3 “Blessed are the poor in spirit, for theirs is the kingdom of heaven.

4 “Blessed are those who mourn, for they will be comforted.

5 “Blessed are the meek, for they will inherit the earth.

6 “Blessed are those who hunger and thirst for righteousness, for they will be filled.

7 “Blessed are the merciful, for they will receive mercy.

8 “Blessed are the pure in heart, for they will see God.

9 “Blessed are the peacemakers, for they will be called children of God.

10 “Blessed are those who are persecuted for righteousness’ sake, for theirs is the kingdom of heaven.

11 “Blessed are you when people revile you and persecute you and utter all kinds of evil against you falselye on my account. 12 Rejoice and be glad, for your reward is great in heaven, for in the same way they persecuted the prophets who were before you.

Besides being All Saints Day this Sunday, it is also the opening of campaign season for elections 2012. In just about a year from now, we will elect a president, members of congress, and local representatives. The crowds will gather, promises will be made, and as the candidate field narrows, what the candidates say and promise will be heard as good news for some and bad news for others. Everyone is looking for that one person who will fix everything.

People were coming to Jesus in huge numbers and everyone was trying to touch him in hope of tapping into some of the energy flowing out of him. Everyone wanted healing. Everyone wanted a better life. Everyone wanted a piece of the man who held out the promise of a better tomorrow.

Maybe that is why, right smack in the middle of all this touchy-feely-healing excitement Jesus turns to his disciples and begins to speak a series of beatitudes or blessings that point to a lifestyle and a mindset that was completely at odds with what most people were, at that very moment, hoping to get from Jesus.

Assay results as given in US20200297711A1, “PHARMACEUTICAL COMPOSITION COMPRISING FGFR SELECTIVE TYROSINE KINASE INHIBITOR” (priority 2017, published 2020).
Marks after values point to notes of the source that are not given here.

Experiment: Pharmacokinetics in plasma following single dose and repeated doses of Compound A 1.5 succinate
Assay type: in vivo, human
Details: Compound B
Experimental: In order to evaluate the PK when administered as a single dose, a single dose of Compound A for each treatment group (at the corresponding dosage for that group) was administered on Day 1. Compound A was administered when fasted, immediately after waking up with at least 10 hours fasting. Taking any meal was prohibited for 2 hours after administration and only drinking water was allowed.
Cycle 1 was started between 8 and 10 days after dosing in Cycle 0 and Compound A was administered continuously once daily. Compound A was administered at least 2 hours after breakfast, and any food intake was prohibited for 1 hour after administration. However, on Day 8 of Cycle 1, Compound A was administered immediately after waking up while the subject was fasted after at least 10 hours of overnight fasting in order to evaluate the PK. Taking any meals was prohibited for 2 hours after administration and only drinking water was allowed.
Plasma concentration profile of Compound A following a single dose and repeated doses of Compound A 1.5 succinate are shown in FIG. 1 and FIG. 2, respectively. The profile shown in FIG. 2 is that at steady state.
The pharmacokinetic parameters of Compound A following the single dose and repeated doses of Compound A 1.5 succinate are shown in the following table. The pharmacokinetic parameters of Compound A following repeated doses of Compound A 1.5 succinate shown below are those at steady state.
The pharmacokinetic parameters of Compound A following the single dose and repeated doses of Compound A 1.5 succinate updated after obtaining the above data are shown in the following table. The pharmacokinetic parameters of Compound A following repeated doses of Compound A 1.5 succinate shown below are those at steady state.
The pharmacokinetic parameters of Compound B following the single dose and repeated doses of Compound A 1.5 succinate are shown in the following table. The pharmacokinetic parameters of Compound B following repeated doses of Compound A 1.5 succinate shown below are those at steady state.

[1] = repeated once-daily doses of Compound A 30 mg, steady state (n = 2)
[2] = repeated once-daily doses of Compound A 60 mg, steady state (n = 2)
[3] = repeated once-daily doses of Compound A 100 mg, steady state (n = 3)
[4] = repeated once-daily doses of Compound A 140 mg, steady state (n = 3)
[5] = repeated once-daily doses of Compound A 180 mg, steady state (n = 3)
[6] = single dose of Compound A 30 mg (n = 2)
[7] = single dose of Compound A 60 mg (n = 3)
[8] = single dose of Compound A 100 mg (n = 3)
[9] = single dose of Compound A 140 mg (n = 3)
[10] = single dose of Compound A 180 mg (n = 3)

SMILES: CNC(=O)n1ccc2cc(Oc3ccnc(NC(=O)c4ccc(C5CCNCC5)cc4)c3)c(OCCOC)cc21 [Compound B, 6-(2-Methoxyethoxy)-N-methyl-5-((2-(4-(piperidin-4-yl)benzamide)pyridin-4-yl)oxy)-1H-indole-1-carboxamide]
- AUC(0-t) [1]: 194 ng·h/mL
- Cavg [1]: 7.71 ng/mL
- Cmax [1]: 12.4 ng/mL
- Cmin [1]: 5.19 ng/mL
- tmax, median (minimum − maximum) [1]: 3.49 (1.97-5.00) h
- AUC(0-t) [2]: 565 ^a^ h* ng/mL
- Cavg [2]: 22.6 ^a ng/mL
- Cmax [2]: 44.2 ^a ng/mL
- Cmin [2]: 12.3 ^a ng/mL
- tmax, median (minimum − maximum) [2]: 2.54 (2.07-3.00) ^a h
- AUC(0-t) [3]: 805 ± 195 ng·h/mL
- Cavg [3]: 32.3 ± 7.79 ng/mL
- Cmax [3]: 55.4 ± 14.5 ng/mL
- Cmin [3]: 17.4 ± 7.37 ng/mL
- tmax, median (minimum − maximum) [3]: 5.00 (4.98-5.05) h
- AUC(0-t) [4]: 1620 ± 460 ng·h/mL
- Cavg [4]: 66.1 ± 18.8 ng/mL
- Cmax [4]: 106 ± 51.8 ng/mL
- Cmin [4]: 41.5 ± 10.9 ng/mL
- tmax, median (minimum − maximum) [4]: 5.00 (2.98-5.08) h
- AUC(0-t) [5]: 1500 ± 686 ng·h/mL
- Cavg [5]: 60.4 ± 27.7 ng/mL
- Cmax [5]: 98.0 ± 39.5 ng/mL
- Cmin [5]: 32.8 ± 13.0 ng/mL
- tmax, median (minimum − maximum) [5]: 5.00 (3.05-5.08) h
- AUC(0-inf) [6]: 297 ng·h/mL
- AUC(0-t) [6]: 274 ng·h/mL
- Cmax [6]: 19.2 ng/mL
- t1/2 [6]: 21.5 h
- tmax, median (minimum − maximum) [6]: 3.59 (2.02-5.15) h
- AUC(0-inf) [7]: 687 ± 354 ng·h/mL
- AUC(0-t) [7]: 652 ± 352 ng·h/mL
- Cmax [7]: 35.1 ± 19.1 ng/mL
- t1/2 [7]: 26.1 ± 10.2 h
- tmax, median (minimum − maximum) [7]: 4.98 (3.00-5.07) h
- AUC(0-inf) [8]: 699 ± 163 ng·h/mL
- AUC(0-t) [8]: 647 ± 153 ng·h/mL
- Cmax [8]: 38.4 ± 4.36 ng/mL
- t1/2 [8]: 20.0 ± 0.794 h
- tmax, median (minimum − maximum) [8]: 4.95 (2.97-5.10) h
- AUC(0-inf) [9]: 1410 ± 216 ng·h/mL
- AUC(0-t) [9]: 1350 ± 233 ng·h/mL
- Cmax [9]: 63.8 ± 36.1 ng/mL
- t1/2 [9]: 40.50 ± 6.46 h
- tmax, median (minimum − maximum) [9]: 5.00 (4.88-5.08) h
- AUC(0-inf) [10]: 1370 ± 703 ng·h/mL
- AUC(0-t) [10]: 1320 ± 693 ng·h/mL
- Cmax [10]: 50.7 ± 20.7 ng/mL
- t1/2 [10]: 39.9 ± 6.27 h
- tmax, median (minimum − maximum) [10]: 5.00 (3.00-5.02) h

It’s hard to imagine someone just getting elected president, riding high on the hopes and dreams and expectations of the millions of people who voted for him (or her), who would then use the victory speech to say, “But you know, I want to congratulate the unemployed in this nation. Some day in heaven you will have it better. And I want to reach out to the homeless and hungry of our land and bless you for your hunger. I want to assure the families of the war dead that in time, you will feel much better.  And I want to say a word to the hated masses, to undocumented workers and others who feel the sting of racism: some day you will receive a reward.”

We cannot imagine such a thing. A victory speech is the moment to pump your fist, to promise the moon, to tell all the people who have placed their hopes in you that you will not let them down and tomorrow will be a brighter day for all.

But not for Jesus, he uses a moment in which people are looking to him and expecting the world of him to say, in all candor, that the poor, the hungry, the sad, and the hated are better off than the rich, the satisfied, the happy, and the well-liked. In saying all this, Jesus is at once describing a future reality of the kingdom of God and coloring between the lines for us the shape of our present lives now. We may bless the poor and the hungry and celebrate that in the kingdom they will be taken care of and fed, but as followers of Jesus, we cannot hear about that future promise without recognizing its present-tense implication for how we live right now. The kingdom of God becomes the way we see things, the lens through which we view life. It’s a gift to be able now, together with the saints of all times and places, to glimpse into God’s world.

The Rev. Jane Baker – Faith Evangelical Lutheran Church, Roseburg

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A Collaborative Garden in Hood River

A 40 pound squash, onions the size of softballs and sunflowers taller than the average
person crowd the space in the garden behind Our Redeemer Lutheran Church.  Not an inch of soil is put to waste; not an ounce of produce will go uncollected.  Tended solely by volunteers as a joint ecumenical project between two local churches, all the produce harvested, an estimated 1600 pounds, has been and continues to be delivered weekly to FISH food bank.